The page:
We're All Journalists Now: The Transformation of the Press and Reshaping of the Law in the Internet Age
by Gant, Scott
copies bought in the last week
What is a journalist? What differentiates journalists from other people who seek to disseminate ideas and information to the public? Does whether someone is considered a journalist depend on where his or her words are published? On whether he gets paid? On whether she offers only "objective" facts or also supplies her own analysis and ideas?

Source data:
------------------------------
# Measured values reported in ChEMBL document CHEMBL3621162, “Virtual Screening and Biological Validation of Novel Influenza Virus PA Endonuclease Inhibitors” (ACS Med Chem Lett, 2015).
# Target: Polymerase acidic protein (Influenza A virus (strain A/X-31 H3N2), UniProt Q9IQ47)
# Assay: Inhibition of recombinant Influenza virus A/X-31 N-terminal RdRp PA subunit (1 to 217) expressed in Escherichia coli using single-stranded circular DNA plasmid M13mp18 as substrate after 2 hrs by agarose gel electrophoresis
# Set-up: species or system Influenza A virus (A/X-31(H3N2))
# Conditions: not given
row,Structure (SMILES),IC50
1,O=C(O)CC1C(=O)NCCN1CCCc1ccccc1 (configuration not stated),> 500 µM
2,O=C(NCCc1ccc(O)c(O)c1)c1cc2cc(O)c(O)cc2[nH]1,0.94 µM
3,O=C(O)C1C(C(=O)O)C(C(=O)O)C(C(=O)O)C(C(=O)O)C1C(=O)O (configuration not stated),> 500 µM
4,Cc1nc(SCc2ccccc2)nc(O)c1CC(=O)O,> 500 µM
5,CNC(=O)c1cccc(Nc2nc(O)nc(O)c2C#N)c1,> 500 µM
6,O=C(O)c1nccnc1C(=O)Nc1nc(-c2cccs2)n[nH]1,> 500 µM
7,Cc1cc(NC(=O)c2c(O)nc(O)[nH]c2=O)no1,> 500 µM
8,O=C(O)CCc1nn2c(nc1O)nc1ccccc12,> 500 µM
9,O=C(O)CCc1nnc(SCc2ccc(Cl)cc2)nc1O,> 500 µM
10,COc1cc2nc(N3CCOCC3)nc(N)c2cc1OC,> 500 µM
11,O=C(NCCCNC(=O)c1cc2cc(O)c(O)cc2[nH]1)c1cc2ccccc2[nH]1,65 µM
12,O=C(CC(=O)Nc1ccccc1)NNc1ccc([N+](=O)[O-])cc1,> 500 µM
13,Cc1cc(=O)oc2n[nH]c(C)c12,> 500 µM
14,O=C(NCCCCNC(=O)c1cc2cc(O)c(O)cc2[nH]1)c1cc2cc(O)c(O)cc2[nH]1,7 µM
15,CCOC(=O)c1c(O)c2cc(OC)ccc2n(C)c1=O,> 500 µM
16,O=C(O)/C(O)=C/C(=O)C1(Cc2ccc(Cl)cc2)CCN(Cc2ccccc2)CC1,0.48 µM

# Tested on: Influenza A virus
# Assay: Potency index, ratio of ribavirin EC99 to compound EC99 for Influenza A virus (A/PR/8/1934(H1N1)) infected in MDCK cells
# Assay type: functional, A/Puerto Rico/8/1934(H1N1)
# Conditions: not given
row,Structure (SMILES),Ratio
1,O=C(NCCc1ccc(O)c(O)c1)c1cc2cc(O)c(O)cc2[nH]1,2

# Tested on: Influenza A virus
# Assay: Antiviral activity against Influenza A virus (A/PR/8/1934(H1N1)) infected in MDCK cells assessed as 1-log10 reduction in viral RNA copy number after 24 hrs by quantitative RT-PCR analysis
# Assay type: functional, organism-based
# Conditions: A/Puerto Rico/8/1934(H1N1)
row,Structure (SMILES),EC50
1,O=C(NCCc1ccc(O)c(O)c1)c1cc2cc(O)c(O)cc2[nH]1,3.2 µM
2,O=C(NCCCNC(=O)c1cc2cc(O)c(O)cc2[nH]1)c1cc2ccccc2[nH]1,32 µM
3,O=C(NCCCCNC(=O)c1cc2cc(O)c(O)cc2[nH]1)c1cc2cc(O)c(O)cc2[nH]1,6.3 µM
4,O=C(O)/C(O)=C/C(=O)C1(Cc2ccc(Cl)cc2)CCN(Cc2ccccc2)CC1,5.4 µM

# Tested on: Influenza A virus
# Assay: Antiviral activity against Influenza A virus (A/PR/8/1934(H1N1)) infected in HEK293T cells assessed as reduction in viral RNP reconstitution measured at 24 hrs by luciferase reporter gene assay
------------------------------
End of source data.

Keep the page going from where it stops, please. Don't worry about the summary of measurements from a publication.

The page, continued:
It was not long ago that the lines between journalists and the rest of us seemed relatively clear. Those who worked for "news" organizations were journalists; everyone else was not. In the view of most, you knew the press when you saw it.
Those days are gone. Thanks to the internet and the growing "blogosphere," the lines distinguishing journalists from other people who disseminate information, ideas and opinions to a wide audience have been blurred, perhaps beyond recognition. Some of that blurring has resulted from forces outside the media, some from the transformation of the media itself. Whatever the causes, it is harder than ever to tell who is a journalist.